Are you relocating to Qatar and wish to do good? Corporate social responsibility (CSR) in emerging markets such as the Gulf Cooperation Council (GCC) region is still a relatively new concept. In Qatar, overall awareness of sustainability and corporate responsibility is in a nascent stage. As is the case an hour’s flight away in the United Arab Emirates, the challenges include a transient expatriate population, a local population still enjoying the economic boom and an economy centered on what, for now, appears to be limitless resources of oil and gas.
And upon entering Qatar, the casual visitor will be smitten by the dynamic energy evident throughout the capital, Doha. Buzz over upcoming events such as the 2022 World Cup add an air of excitement; the scenic Corniche has new skyscrapers towering overhead; and areas such as the Souq Waqif and the upcoming LEED-certified Msheireb complex lend an air of convivial sophistication to the once-dusty, backwater Doha.
Doha is hardly a backwater now, but with runaway growth Qatar now has its challenges: this tiny country has a startling obesity rate; pollution and environmental degradation is a stark contrast to the stunning desert landscape; and the country has to prepare for a future that includes the possibility of depleted oil and gas reserves. Now, both companies and local foundations are addressing Qatar’s long-term challenges.
Start with health
To the Qatari government’s credit, the country is diverting revenues derived from fossil fuels towards investment in youth. On the outskirts of Qatar, the massive Education City complex is home to several American and British universities along with Qatar University. Cornell University, via the local Weill Cornell Medical College (WCMC-Q), helps tackle Qataris’ health challenges. The campus’ staff and students have partnered with multinational and local companies to volunteer on local health programs to help raise awareness about proper diet and exercise. In a country rabid over sports, WCMC-Q hosted events tied to Qatar’s National Sports Day.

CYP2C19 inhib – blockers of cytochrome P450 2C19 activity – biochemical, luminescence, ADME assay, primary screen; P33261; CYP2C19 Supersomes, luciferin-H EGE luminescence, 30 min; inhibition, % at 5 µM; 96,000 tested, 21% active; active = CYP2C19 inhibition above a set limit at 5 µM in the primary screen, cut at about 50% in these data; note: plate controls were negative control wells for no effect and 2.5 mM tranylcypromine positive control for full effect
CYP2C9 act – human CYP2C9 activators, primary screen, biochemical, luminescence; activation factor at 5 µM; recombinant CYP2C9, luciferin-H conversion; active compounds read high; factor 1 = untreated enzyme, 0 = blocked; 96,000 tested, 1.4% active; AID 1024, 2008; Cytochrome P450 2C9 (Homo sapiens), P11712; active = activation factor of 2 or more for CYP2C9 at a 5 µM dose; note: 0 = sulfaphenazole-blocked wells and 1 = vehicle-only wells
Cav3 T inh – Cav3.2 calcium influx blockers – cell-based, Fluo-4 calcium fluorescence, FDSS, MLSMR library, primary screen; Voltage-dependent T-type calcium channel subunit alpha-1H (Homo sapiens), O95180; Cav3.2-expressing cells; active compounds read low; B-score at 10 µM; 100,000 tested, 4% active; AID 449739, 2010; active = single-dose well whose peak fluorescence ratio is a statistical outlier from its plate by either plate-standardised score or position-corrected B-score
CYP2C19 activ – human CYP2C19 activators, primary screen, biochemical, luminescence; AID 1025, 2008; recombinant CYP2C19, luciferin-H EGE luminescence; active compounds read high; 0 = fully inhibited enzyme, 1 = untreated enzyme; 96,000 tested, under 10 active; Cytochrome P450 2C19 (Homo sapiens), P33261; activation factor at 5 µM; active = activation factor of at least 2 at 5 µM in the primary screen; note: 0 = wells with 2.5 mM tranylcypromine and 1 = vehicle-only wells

Another organization, the Indian Islamic Association Qatar, sponsored a health camp last Friday that offered several health-related programs to over 5,000 workers, the vast majority of whom head low-income households. For expatriates who have relocated to Qatar and need ideas on how to make a difference locally, approaching health programs is a start. According to WCMC-Q’s Hanan Lakkis, local government ministries are supportive of and eager to cooperate on expanding health programs.
What about jobs and skills training?
Qatar ranks among the highest in the world with a per capita income of well over $100,000 and an unemployment rate hovering at 0.5%. But with oil and natural gas derived from finite sources, the country’s leaders and people have to plan for the long term. A slow shift is underway: a billion-dollar investment in a polysilicon plant is one step. Qatar’s people, however, will need solid skills and, of course, jobs in the long run. Skills training and Qatarization (the movement of Qataris into jobs usually held by expatriate workers) hence offer companies an opportunity to work with locals and demonstrate they are engaged stakeholders.
The Qatar Foundation spearheads many social responsibility programs, including ones related to employment and skills training. One arm of the foundation, the Social Development Center (SDC), partners with businesses to run internship programs, career counseling, volunteer opportunities and job fairs. One of the newest programs may shock those who are quick to make assumptions about the Middle East: SDC recently held its first graduation program for Qatari women who are seeking a career in the international beauty industry.
Businesses operating in Qatar are also reaching out to locals to fill positions. The French energy giant, Total, claims it is aggressively recruiting Qatari students for a variety of functions, and also promises to sponsor them and offer them scholarships. Local financial institution, Doha Bank, also organizes a variety of educational and skills development programs – and also supports an “eco-schools” initiative to embed environmental awareness in local schools. And, Vodafone has a long history of CSR projects in Qatar focused on social projects including education.
All of these programs prove the locals’ and expatriates’ interest in supporting youth, health and community development in Doha. A comfortable standard of living and high incomes do not mean a country is free of social problems–nevertheless, the dynamic atmosphere infectious in Qatar can inspire both locals and expatriates to improve the quality of life for everyone in this tiny country making huge moves on the international scene.
Leon Kaye regularly writes about Qatar on GreenGoPost.com. Leon contributes to Guardian Sustainable Business; and his work has also appeared on Sustainable Brands, Inhabitat and Earth911. At Better4Business in Anaheim on May 2, he will join a panel discussing how companies can present their CSR initiatives to the media. You can follow Leon and ask him questions on Twitter or Instagram (greengopost).
[Image credit: Leon Kaye]